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He was a sizeable underdog coming into enemy territory, but it didn’t faze Cuban-American Jorge Masvidal one bit. “Gamebred” withstood a few powerful left hands to the head early and often from British foe Darren Till in the main event of UFC Fight Night 147 Saturday inside the famed O2 Arena in London, only to unload a hellish knockout in the second round.
Masvidal landed several clean punches upstairs in the fight, but Till took them all with ease. However, Masvidal (33-13) uncorked a massive left hook that exploded on Till’s jaw during an exchange, and “The Gorilla’s” knees buckled. Masvidal missed a follow-up right hook, but the ensuing left hook did not. It detonated on Till’s jaw, knocking him out cold. Till (17-2) fell flat on his back and referee Marc Goddard quickly intervened, but Masvidal landed another left hand for good measure before Goddard could get in between the two welterweights. The end came officially at 3:05 of the second, giving Masvidal arguably the biggest win of his career.
In his post-fight interview with ESPN +'s Laura Sanko, Masvidal left the conversation to throw leather at Leon Edwards, who was victorious earlier in the evening.
Edwards Takes Split Decision over Nelson
It was a close call, but Edwards did just enough to offset fan favorite Gunnar Nelson in the welterweight co-main event on Saturday.
Nelson (17-4) tried multiple times to take to the Brit to the canvas, but Edwards’ takedown defense was excellent. Edwards (17-3) dropped “Gunni” late in the second with a left elbow to the face from within the clinch and nearly stopped him with follow-up punches and elbows, but the Icelandic fighter survived.
Nelson rallied late in the third with a takedown, but he couldn’t capitalize before time expired. While one judge favored Nelson 29-28, that score was overturned by the other two officials who saw it in favor of Edwards via tallies of 29-27 and 29-28.
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Reyes Nabs Controversial Win Against Reeling Oezdemir
In a light heavyweight encounter that could have gone either way, it was American Dominick Reyes who had his hand raised.
Reyes used slightly better striking and landed a more clean blows than did Switzerland’s Volkan Oezdemir, though “No Time” was often the aggressor. Oezdemir (15-4) had many takedown attempts stuffed and “The Devastator” delivered plenty of punches to the body. In the end, two judges scored it 29-28 for Reyes (11-0) while the odd man out saw it for Oezdemir with the same margin.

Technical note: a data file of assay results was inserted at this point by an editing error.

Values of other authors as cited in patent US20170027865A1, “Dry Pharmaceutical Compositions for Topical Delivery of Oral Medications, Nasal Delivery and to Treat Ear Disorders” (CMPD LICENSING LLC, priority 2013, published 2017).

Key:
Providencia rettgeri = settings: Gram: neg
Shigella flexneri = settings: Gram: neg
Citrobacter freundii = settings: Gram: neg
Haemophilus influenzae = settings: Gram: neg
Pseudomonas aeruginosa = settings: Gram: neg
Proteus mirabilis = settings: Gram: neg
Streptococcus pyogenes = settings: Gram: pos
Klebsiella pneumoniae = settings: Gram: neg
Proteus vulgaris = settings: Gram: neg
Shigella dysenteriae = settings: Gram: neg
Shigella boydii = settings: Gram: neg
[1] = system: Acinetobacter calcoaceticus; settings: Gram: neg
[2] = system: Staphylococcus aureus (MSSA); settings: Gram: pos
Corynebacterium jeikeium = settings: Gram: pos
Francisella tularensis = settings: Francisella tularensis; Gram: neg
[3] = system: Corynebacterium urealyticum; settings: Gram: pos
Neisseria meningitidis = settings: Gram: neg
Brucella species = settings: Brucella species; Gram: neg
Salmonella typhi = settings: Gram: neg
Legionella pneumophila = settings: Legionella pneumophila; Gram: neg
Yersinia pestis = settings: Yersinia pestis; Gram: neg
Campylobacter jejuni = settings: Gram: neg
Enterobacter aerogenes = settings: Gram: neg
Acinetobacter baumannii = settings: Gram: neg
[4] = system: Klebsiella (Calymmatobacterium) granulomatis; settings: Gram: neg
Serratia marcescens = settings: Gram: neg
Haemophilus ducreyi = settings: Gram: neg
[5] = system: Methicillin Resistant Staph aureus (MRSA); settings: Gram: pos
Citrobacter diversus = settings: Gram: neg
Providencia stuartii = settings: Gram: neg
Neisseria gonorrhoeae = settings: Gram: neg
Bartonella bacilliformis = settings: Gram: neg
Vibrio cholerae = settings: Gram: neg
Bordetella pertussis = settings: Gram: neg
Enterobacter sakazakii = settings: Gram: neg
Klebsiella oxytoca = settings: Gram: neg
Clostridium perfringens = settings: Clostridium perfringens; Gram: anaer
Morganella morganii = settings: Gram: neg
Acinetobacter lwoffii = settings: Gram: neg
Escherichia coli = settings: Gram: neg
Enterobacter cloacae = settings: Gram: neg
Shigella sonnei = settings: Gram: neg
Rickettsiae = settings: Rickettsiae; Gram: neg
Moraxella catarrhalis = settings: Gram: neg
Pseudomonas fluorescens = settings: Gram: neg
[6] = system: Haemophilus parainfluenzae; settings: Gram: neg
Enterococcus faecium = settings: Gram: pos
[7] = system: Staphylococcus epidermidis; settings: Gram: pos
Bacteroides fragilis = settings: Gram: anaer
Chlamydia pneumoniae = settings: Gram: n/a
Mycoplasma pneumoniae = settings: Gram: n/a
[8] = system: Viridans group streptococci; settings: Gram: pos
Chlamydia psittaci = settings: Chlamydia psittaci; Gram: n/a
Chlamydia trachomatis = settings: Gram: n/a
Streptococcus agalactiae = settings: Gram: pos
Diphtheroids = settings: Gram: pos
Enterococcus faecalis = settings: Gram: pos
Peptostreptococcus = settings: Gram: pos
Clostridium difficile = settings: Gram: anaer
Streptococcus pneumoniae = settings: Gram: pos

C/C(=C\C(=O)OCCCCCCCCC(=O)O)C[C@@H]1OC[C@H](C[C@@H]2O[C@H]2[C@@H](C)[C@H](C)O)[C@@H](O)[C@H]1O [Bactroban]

Wood Taps Quinonez with RNC
Bantamweight contender Nathaniel Wood looked stellar against Jose Alberto Quinonez as he dispatched the Mexican with a textbook rear-naked choke in the second.
“The Prospect” landed several stinging punches to the head and stuffed all of Quinonez’s takedown attempts in the first round and when “El Taco” was taken down in the following frame, he was doomed. Quinonez (7-3) tied Wood up and was tripped onto his back, but when the fighters scrambled, Wood (16-3) seized his back. From there, Wood latched on the choke and forced Quinonez to bow out; the end came officially at 2:46 of the stanza.
Da Silva Makes Roberts Cry Uncle
Claudio Henrique da Silva was in danger repeatedly against fellow welterweight Danny Roberts, but he still got the W.
“Hannibal” was rocked multiple times after taking clean punches to the head, but Roberts was never able to finish the Brazilian off. Whenever the fight was taken to the canvas, Silva (13-1) threatened with submission after submission, yet the Englishman escaped them all. However, after Roberts (16-4) cracked Silva with another punch and follow-up elbows on the ground, “Hot Chocolate” found himself stuck in an armbar he couldn’t escape. After Roberts slammed Silva to try and break the submission, he rolled over and shouted. Referee Kevin Sataki then halted the battle, claiming Roberts verbally submitted. Roberts protested vehemently but the ref’s decision stood; Silva won via armbar at 2:37 of the third.
Marshman Edges Phillips
In a matchup of Welsh middleweights, it was Jack Marshman who prevailed in a nip-and-tuck gloried boxing match.
Marshman (23-8) was rocked in the first from a John Phillips right hand to the head, but “The Hammer” turned things around and did just enough down the stretch to win the contest. While one judge favored Phillips (21-9) with a score of 29-28, that was overturned by the two other officials who had the same margin for Marshman, who won via split decision.
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